The engine is mated to a six-speed gearbox and the ratios are well-spaced. The transmission offers precise shifts, though I would have liked a lighter feel to go along with that. Performance is brisk, despite the bike's 218kg kerb weight and the 650MT sprinted to 100kmph from standstill in a rather impressive 5.45 seconds. The bike has no trouble pulling well beyond the 100kmph mark and should conditions permit, hitting speeds in excess of 160kmph is easy. Sustaining 120-140kmph on the highway is thus no problem at all and in that sense, the CFmoto 650MT's mile munching abilities are impressive. Engine refinement is reasonably good at low and mid revs, though there is a buzzy feel as you go higher.

Given it power delivery and the well-spaced gear ratios, the CFmoto 650MT is an able highway tool

More importantly, fueling is not very crisp, especially at low revs which results in a lack of confidence at low speeds, especially when maneouvering through slow moving traffic. More precise fueling should help acceleration as well as rideability, though the fueling does get smoother once you're past crawling speeds. Fuel efficiency is good, as the bike returned 24.06kmpl on the highway and 18.8kmpl in city which translates to a tank range of well over 300km given the 18-litre tank. The CFmoto thus impresses on the powertrain front, except for the slightly clunky feeling gearbox and the fueling at slow speeds.

Ride and handling

Given its setup, the 650MT is an out and out road-biased motorcycle. There's a set of fat upside down forks at the front and an offset monoshock at the rear – in fact the latter again looks very similar to the Versys 650's unit. CFmoto has shod the 650MT with Metzeler Roadtec tyres, a 120-section at the front and a 160-section at the rear which further confirm the bike's road-bias. A 120-section front in fact is what you usually see on litre-class superbikes! This results in a sporty and very confident handling package on the road and the 650MT feels planted, be it in a straightline when barreling down straights or leaning into corners. The front end offers good feel and feedback as well which further adds to confidence when riding enthusiastically. What's more, the front forks also offer preload adjustment.

Red-coloured knobs on top allow you to adjust preload on the upside down front forks

The Metzelers deserve a mention on the handling front particularly, as they offered excellent grip even in the wet. The setup thus compliments the 650MT's positioning as a road-biased tourer and the powertrain-suspension combination along with the upright seating position make it a likeable mile muncher. In fact, the 650MT holds a lot of potential as an everyday motorcycle, with its combination of the sprightly engine performance, well-tuned suspension and light, nimble feel. The firm suspension setup affects ride quality on broken roads though. It allows the bike to soak undulations at high speeds, but low speed ride suffers due to the setup and the 650MT transfers some shock to the rider when going over sharp bumps and through ruts. This affects rideability on bad roads severely, not to forget the fact that the cast alloy wheels on the bike also call for caution on bad roads. The 650MT is not as impressive when it comes to braking though. Braking hard from 100kmph had the motorcycle squirm, which isn't very confidence inspiring.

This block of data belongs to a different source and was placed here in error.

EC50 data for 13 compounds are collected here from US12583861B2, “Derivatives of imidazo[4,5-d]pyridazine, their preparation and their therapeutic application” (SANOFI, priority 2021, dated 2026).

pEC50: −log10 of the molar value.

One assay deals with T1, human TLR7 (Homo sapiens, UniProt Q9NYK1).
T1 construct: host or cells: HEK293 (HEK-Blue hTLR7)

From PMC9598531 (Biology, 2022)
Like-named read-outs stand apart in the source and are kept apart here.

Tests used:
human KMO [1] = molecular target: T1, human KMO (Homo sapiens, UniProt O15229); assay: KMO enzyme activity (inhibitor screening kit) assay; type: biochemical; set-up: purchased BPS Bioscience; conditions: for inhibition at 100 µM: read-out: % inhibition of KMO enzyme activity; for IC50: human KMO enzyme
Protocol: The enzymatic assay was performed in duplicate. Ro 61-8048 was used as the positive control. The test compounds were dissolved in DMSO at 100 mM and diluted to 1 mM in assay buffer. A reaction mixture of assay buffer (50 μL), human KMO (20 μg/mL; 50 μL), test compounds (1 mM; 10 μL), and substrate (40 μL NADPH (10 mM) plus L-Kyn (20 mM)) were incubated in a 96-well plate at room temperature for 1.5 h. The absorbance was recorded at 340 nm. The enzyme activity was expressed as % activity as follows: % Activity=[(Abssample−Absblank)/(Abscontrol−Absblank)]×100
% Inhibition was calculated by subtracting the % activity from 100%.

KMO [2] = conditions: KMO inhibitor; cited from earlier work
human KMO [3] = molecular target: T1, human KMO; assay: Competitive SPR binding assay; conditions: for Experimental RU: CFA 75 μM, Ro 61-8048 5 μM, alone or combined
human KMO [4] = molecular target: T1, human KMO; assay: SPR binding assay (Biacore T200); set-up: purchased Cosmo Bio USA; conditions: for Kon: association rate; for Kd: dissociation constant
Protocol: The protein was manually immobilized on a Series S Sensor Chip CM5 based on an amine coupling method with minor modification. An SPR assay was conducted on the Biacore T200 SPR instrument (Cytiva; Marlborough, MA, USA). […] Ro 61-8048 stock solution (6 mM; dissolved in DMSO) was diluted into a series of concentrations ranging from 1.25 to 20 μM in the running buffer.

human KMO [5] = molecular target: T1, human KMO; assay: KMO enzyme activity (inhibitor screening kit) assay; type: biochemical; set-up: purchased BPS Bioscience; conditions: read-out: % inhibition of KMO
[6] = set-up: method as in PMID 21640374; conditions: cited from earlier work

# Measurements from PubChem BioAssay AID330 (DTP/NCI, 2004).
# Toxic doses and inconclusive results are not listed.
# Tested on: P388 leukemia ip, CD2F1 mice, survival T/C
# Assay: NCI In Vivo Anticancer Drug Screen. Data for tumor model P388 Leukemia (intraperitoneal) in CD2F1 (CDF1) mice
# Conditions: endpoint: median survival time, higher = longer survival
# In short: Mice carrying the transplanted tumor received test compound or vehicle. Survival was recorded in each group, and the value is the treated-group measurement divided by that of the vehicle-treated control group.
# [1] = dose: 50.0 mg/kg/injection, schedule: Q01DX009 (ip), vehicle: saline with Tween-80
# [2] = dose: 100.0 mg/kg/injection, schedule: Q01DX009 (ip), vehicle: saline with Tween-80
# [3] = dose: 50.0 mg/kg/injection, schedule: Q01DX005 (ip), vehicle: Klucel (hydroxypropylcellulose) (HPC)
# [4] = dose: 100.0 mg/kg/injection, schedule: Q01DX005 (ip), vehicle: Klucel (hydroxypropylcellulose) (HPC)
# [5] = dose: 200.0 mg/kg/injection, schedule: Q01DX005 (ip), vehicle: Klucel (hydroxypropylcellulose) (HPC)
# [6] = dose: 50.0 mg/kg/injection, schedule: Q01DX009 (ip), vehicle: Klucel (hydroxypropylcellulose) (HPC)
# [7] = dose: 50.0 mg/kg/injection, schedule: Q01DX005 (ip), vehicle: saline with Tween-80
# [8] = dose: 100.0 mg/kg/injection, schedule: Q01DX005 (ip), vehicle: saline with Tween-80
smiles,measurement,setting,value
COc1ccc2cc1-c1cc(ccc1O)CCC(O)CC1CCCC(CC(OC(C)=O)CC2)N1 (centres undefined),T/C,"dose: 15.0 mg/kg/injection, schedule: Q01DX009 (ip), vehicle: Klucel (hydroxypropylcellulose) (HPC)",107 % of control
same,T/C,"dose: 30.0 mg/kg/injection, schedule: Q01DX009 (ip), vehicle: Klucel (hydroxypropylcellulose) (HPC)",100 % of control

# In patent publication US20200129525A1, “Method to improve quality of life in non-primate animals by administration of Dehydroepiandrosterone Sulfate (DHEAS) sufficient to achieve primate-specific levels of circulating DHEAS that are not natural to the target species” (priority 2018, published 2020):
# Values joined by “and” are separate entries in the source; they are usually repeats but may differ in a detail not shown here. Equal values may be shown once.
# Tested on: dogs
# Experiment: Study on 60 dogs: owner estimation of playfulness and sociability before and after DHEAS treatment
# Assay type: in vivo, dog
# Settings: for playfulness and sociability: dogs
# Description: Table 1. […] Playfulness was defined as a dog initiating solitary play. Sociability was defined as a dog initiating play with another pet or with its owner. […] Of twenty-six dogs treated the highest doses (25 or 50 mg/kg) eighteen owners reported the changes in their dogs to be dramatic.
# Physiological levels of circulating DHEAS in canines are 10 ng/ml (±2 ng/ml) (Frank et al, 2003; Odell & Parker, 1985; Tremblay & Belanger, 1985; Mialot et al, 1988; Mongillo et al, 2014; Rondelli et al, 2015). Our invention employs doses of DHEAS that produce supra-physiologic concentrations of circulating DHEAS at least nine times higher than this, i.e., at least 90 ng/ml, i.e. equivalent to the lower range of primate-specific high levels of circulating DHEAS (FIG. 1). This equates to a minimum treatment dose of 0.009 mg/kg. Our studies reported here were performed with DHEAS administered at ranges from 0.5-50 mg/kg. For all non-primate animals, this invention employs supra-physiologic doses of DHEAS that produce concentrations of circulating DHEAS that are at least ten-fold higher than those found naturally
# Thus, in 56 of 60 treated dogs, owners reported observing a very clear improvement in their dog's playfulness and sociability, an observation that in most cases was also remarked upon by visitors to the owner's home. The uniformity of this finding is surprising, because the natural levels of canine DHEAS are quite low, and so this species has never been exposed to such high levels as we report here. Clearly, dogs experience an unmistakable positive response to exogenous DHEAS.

The CFmoto 650MT's ride quality is firm which helps it impress in terms of handling but that comes at the cost of a pliant ride on bad roads

Verdict

The 650MT is priced at Rs 4.99 lakh ex-showroom which makes it an interesting proposition as a road-biased touring motorcycle that can also double up as your everyday machine. But a big question mark right now is CFmoto's dealer network, considering the brand has just entered the market and consequently its after sales service support. This is even more important when you consider that the 650MT's competitors are products from Japanese manufacturers like Kawasaki and Suzuki. What's more, the bike's build quality is not too impressive either and that said, the reliability is a question mark at the moment too. While the brand has priced the bike well and as a product it impresses in terms of performance and dynamics too, but we will have to wait and see how the bigger questions get answered.

The CFmoto 650MT has been priced at Rs 4.99 lakh ex-showroom which is inviting, and the bike also impresses with its engine performance and dynamics but there's a whole lot of other questions yet to be answered about the brand and bike both

Price (Ex-Delhi)
Starts Rs 5,00,000
Displacement
500cc
Transmission
6-Speed
Max Power(ps)
47.50
Max Torque(Nm)
46.00
Mileage
25.64 Kmpl
Price (Ex-Delhi)
Starts Rs 4,99,000
Displacement
649cc
Transmission
6-Speed
Max Power(ps)
70.70
Max Torque(Nm)
62.00
Mileage
-NA-
Price (Ex-Delhi)
Starts Rs 6,69,000
Displacement
649cc
Transmission
6-Speed
Max Power(ps)
69.00
Max Torque(Nm)
64.00
Mileage
-NA-
Price (Ex-Delhi)
Starts Rs 2,48,931
Displacement
373cc
Transmission
6-Speed
Max Power(ps)
43.50
Max Torque(Nm)
37.00
Mileage
25.00 Kmpl
Price (Ex-Delhi)
Starts Rs 7,46,577
Displacement
645cc
Transmission
6-Speed
Max Power(ps)
71.00
Max Torque(Nm)
62.00
Mileage
-NA-